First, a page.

// prerender/fetch.js
module.exports = async (port) => {
    // ...
  // remove static folder first
  await fs.rm(prerenderOut, {recursive: true, force: true});
    // ...
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Run the script, and watch the files be created. Note: the cool thing about Angular universal packages, is that it will also create inline critical CSS for every path.

Express routes

To serve those static files in Express, a new static adapter is created, exposing the contents of the /client/static to the root, so in routes.js file (which contains the necessary routes to server Angular SSR in Express):

// host/server/routes.js
// this should be part of a config file passed down from server listener
const rootPath = path.normalize(__dirname + '/../');

module.exports = function (app) {
    // expose static folder
  app.use('/', express.static(rootPath + 'client/static'));
    // ... other routes
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To test this, first we move into the host folder, and run node server. Then browse to localhost:1212, and to differentiate static files from Angular served files, we do the following:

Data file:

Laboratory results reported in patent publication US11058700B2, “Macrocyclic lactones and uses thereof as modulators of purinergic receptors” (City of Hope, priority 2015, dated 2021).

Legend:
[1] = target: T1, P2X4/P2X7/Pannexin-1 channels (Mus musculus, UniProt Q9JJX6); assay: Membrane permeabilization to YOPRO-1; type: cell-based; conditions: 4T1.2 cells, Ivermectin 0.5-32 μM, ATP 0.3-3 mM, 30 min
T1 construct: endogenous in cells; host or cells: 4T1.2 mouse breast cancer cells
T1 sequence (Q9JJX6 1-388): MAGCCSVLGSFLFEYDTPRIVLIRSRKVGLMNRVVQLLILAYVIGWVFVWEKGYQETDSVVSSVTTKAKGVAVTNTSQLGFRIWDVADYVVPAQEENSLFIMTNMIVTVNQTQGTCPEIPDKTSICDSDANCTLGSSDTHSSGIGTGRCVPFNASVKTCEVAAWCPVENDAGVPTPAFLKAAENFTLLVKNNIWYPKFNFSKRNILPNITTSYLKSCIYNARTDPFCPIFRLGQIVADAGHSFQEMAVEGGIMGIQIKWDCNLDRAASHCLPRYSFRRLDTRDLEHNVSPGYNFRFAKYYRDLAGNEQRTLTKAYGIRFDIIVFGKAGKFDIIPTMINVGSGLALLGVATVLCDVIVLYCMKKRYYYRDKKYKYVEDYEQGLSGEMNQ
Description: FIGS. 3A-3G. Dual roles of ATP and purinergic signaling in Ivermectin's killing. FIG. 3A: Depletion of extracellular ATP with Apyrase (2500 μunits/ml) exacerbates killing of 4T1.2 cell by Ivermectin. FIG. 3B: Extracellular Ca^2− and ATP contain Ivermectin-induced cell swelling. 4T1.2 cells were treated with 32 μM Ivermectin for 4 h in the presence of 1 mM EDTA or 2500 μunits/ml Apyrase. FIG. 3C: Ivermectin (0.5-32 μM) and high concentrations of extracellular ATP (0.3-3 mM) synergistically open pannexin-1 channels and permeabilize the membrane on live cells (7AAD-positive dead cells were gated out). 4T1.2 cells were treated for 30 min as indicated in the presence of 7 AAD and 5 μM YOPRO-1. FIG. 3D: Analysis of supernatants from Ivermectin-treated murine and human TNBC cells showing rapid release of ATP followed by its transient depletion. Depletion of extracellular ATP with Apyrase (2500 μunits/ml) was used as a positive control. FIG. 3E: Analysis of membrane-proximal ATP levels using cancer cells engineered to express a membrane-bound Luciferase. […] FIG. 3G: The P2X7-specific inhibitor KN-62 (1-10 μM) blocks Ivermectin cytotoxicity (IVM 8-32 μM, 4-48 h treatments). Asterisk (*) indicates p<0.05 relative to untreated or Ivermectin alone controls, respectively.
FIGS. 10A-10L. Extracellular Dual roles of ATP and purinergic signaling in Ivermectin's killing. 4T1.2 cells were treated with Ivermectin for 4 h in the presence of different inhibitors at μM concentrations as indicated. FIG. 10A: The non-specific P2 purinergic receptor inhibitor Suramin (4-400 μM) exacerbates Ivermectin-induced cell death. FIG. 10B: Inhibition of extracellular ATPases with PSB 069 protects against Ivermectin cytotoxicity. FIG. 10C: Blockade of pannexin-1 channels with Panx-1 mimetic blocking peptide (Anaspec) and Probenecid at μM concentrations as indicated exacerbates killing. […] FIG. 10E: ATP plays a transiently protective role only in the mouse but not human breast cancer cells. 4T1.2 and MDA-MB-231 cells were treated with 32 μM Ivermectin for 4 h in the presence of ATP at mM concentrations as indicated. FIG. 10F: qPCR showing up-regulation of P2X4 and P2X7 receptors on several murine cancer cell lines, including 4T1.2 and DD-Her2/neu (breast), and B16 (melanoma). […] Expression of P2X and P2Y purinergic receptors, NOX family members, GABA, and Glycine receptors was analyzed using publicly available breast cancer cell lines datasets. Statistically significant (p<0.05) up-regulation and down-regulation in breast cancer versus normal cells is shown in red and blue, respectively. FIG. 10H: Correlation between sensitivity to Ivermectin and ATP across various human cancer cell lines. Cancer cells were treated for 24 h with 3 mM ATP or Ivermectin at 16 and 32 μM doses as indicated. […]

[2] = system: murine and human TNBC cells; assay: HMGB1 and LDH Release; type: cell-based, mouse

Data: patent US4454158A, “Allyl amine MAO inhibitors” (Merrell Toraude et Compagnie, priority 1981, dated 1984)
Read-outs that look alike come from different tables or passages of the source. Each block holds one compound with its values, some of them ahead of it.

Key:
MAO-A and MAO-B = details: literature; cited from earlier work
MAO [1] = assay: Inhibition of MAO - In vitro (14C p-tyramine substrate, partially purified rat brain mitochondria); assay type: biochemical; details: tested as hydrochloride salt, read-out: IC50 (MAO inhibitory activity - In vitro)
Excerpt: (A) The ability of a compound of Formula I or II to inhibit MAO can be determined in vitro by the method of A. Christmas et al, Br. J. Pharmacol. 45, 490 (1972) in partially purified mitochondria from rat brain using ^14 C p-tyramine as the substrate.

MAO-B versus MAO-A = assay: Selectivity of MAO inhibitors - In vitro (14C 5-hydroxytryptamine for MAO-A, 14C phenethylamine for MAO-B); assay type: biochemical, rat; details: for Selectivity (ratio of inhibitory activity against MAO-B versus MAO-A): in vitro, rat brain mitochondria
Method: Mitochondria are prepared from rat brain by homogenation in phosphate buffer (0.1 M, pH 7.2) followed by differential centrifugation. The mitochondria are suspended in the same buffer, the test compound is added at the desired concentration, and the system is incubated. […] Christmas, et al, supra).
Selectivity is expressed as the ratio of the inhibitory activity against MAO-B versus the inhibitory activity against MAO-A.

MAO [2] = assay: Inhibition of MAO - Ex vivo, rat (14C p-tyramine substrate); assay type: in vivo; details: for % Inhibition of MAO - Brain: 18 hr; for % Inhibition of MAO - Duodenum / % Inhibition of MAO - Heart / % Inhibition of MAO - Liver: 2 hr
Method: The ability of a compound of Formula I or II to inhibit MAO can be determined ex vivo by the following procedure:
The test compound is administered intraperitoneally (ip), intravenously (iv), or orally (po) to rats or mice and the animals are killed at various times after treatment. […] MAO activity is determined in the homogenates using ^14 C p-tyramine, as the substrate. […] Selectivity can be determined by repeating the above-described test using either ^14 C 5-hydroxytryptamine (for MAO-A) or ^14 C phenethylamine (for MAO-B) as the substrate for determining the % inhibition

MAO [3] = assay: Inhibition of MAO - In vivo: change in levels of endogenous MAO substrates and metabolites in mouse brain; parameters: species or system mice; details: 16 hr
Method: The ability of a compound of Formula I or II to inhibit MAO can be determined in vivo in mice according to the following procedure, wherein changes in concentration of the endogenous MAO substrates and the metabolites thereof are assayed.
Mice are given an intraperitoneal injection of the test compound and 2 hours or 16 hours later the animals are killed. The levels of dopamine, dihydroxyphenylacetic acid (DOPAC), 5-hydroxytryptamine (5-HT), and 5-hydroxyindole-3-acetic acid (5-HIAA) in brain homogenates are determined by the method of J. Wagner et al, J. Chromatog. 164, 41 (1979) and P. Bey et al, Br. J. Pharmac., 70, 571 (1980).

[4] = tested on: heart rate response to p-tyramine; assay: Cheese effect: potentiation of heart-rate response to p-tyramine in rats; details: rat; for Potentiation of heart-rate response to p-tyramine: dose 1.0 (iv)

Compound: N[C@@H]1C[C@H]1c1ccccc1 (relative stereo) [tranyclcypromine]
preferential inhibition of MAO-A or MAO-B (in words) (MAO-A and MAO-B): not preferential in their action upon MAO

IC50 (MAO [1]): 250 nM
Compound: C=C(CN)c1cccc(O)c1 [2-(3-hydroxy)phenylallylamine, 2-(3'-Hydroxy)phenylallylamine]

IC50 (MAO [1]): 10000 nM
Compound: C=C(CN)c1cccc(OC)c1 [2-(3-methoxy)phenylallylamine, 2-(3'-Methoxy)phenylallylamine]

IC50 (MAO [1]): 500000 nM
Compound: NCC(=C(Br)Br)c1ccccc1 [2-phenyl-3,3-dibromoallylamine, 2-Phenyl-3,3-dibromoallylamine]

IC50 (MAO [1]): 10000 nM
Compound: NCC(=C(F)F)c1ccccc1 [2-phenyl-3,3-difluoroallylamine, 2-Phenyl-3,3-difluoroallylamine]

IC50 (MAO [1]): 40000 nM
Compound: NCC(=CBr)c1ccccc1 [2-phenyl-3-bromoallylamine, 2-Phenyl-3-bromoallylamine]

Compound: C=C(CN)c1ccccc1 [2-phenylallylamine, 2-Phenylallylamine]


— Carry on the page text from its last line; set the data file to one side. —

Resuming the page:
• Change the title of the static files to something we can recognize, like "Static ... "
  • Disable JavaScript in the browse

Now if we see the title changed, then the static page is being served. Of course, JavaScript will hydrate when enabled, and Angular client-side will take over.

Single multilingual build

Sinking further in the sin of Twisting Angular Localization, let's create static files for different languages, in the same build, to do that, take a break, and come back next week. 😴

Thank you for reading this short intro, let me know if you started seeing doubles.



Alternative way to localize in Angular

Loading external configurations in Angular Universal